Bishop Bury of Durham spent so much money on books that he lived in dire poverty and debt and when he died all that could be found to cover his corpse was some underwear belonging to his servant.
The facts regarding his library are mind blowing. According to W.M. Dickie, who wrote a paper on Bury and his magnum opus , the Philobiblon, in The Book Handbook (1949), he had more books than any bishop in England. Five wagons carried them away, which suggests that the number of volumes was more than 1,500. This compares with the Sorbonne’s 1,722 in 1338, the 380 volumes at Peterhouse College, Cambridge, in 1418 and the 122 housed in the University Library there in 1424.
In his Philobiblon Bury writes of wishing to found a college in Oxford and to endow it with his library, but no college is named. Some historians have maintained that the library was bequeathed to Durham College, but there is no evidence that the college received any such endowment. The sad truth is that this wonderful library was probably broken up and sold off to pay Bury’s huge debts.
The Philobiblion is revealing as to how many of Bury’s books were acquired:
“We were reported to burn with such desire for books, especially for old ones, that it was more easy for any man to gain our favour by means of books than of money. Wherefore since support by the goodness of the aforesaid Prince (Edward III)…we were able to requite a man, well or ill, to benefit or injure mightily great as well as small, there flowed in instead of presents and guerdons, and instead of gifts and jewels, soiled tracts and battered codices, gladsome alike to our eye and heart…In good will we strove so to forward their affairs ( the affairs of donors of books) that gain accrued to them, while justice suffered no disparagement”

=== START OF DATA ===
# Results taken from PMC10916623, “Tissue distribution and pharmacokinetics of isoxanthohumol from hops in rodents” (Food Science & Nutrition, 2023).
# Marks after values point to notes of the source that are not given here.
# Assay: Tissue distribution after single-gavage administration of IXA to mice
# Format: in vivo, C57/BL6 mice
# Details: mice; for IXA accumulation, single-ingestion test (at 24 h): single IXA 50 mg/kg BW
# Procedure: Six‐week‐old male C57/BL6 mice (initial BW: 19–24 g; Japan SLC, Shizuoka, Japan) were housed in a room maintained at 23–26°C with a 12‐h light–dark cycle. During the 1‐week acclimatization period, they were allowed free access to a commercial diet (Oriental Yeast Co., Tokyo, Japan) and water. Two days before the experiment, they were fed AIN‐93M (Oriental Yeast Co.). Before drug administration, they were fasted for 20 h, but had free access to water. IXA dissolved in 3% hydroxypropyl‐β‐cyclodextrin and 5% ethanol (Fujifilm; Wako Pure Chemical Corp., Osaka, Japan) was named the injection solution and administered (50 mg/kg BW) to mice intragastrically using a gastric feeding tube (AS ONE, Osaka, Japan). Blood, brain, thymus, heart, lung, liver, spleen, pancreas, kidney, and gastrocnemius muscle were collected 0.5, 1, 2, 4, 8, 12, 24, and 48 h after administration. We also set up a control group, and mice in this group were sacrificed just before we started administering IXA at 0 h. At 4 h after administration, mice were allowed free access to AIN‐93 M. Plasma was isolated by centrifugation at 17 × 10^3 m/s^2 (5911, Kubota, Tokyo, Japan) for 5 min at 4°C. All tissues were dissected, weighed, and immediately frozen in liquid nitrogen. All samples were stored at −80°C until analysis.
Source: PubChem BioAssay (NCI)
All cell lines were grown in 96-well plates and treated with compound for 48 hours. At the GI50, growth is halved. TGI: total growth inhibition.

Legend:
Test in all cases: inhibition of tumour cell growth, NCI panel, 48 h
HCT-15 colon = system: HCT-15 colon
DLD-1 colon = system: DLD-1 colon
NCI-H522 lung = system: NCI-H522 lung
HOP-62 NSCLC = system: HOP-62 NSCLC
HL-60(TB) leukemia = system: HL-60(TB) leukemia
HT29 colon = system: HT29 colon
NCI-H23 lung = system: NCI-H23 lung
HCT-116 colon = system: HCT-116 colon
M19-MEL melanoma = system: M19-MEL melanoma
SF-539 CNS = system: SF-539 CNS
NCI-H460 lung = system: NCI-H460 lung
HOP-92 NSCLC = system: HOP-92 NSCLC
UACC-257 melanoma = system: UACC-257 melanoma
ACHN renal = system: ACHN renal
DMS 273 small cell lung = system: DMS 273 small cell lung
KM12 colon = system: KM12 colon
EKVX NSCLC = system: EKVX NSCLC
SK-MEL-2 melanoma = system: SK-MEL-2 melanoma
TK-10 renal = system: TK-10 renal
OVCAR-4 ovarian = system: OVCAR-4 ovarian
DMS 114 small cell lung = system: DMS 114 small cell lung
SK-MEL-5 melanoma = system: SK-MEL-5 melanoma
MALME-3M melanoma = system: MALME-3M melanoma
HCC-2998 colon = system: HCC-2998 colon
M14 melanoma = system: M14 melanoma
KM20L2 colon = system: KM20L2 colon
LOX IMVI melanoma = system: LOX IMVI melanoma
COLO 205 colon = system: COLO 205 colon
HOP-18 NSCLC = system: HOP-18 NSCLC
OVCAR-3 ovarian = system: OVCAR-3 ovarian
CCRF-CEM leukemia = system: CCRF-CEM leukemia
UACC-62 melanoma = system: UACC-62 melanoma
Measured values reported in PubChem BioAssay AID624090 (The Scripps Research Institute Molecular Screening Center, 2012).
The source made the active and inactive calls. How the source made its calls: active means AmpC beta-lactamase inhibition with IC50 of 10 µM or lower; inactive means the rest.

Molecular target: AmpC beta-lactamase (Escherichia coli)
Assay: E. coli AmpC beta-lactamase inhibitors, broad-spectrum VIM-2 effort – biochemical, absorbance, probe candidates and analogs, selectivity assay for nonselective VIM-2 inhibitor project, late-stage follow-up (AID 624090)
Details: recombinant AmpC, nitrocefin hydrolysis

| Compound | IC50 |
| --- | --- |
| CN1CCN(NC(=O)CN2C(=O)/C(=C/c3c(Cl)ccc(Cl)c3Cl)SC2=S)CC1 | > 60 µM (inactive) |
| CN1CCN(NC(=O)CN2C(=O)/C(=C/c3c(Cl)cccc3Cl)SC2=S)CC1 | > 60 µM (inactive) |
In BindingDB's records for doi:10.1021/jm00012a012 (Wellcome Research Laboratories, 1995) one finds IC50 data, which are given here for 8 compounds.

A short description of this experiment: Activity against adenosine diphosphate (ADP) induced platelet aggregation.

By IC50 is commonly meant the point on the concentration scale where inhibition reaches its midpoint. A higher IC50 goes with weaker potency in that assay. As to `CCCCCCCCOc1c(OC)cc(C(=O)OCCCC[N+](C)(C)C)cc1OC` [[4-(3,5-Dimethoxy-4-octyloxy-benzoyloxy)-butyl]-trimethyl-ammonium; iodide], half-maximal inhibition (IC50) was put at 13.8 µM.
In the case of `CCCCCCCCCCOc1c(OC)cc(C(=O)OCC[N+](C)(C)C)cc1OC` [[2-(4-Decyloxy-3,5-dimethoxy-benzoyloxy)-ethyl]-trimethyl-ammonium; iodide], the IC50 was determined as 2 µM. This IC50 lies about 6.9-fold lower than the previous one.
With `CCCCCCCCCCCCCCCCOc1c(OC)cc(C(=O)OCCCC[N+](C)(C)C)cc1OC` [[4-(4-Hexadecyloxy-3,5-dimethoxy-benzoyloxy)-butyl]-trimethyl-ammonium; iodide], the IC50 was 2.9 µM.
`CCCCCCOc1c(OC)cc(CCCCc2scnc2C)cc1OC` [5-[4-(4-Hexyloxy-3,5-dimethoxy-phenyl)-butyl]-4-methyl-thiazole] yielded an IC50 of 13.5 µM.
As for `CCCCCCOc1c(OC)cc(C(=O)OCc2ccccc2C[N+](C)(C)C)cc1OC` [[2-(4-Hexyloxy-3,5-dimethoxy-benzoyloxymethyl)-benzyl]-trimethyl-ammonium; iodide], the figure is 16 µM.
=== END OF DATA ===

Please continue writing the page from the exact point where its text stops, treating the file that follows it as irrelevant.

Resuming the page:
In this way Bury, when Keeper of the Privy Seal, was given four books, namely Terence, Vergil, Quintilian and Jerome against Rufinus by Richard de Wallingford, Abbot of St Albans, who also sold to Bury for fifty pounds of silver, thirty-two other books, of which he gave fifteen to the refectory and ten to the kitchen (presumably at Westminster Abbey), an act which was later condemned by Thomas Walsingham, former scriptorarius at the Abbey. The Abbot’s motivation in securing such an astonishing bargain for Bury was to promote the interests of his monastery at Court and indeed Bury helped him secure a royal charter giving the Abbot the exceptional right of imprisoning excommunicated persons. When Bury became Bishop of Durham in a fit of remorse he restored some of the books to St Albans. And following his death, Wallingford’s successor at the Abbey secured other volumes at a discounted price from Bury’s executors. One of these, John of Salisbury’s Policraticus—now in the British Museum—bears an inscription recording its sale to Bury and its repurchase in 1346 from his executors. Only two other manuscripts are known to have belonged to Bury. One is in the British Museum and the other is in the Bodleian. Both are from St Albans.
The Philobiblion itself remains a hymn to the value of books as guides and comforters.